Cancer news

The latest news in cancer research, health and policy by Cancer Research UK.

We cover developments in cancer treatments, research into cancer risk and diagnosis as well as the latest cancer science stories. You'll also find analysis and comment on health and cancer policy. 

Causes Of Cancer

Bowel cancer rates are rising in young adults, but do we know what’s behind the increase?

Bowel cancer rates are increasing in adults aged between 20 and 50, according to data from 2 big studies published this week. But what's behind the increase?

Transgender women have increased risk of breast cancer compared to cisgender men

Transgender women undergoing hormone treatment have an increased risk of breast cancer compared to cisgender men, new research suggests.

Headlines saying ‘hot tea causes oesophageal cancer’ miss crucial details

Hot drinks have hit headlines today, with new research sparking claims that hot tea ‘doubles the risk of oesophageal cancer’. But how hot is hot? And are the headlines...

Aspartame and artificial sweeteners – helping or hindering weight loss?

There's no convincing evidence that artificial sweeteners increase cancer risk. But can they help weight loss? We take a look at the latest research.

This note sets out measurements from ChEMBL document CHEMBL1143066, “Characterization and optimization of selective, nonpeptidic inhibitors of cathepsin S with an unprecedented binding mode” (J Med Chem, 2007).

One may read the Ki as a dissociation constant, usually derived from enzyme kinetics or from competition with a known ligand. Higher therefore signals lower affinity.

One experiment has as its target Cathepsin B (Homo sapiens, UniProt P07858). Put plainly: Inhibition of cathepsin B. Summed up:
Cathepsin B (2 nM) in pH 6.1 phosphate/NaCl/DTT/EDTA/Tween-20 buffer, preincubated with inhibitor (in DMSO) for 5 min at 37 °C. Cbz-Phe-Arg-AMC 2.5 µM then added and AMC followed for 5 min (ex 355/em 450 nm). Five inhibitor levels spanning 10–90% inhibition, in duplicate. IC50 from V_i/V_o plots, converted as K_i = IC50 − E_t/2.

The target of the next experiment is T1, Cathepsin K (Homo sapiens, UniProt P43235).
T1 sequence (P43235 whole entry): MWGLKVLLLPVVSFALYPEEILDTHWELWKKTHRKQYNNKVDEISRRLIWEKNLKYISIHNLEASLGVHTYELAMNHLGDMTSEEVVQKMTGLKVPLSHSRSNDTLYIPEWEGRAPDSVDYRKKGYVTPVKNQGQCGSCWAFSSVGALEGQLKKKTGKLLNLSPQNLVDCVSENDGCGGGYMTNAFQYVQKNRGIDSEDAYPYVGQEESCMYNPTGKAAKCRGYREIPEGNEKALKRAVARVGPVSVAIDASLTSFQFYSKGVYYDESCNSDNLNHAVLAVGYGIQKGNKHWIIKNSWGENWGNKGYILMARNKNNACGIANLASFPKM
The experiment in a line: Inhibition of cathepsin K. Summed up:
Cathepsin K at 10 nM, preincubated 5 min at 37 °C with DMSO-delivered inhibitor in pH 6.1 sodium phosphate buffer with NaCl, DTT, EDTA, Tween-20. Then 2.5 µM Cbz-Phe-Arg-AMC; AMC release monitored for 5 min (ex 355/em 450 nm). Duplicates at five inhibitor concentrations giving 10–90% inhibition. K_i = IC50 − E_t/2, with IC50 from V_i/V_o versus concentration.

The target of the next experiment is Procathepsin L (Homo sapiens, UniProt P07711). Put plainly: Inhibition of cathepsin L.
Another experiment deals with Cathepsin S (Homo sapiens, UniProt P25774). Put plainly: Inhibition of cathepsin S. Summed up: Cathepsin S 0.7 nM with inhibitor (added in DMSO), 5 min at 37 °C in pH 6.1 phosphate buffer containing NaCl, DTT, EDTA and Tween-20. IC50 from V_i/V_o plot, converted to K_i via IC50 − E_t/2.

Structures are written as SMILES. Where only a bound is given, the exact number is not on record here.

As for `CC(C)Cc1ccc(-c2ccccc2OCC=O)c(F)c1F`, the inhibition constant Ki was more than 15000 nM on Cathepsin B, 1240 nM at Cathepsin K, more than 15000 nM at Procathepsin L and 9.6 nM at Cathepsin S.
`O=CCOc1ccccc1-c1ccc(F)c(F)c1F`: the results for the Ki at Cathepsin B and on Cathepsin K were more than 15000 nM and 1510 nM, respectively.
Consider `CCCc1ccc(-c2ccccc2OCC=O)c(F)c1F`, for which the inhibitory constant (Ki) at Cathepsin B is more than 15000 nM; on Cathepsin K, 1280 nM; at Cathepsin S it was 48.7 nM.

Smokeless tobacco: 5 common questions about ‘heat not burn’ products answered 

We answer 5 common questions about heated tobacco products, from what's in them and if they're safe to whether they can help someone quit smoking.

Meet the scientists taking on 3 of the biggest challenges in cancer research

Three new teams funded through our Grand Challenge are about to embark on research projects focusing on the microbiome, faulty genes and chronic inflammation.

Our milestones: Europe’s search for an anti-cancer diet

The results from the European EPIC have shaped our understanding of diet and cancer.

Science Surgery: ‘Why do never-smokers get lung cancer?’

We don't always know why never-smokers develop lung cancer, but the data suggests that genetics play a role, as well as environmental or occupational exposures.

Mobile phones and cancer: misleading headlines fail to mention rats

US researchers have released a report linking high doses of the radiation given off by mobile phones to increased risk of heart tumours in male rats.

Science Surgery: ‘How quickly do tumours develop?’

The time it takes for cancer to develop will vary from tumour to tumour. But, on the whole, it’s slower than you might expect, as this science surgery post explains.

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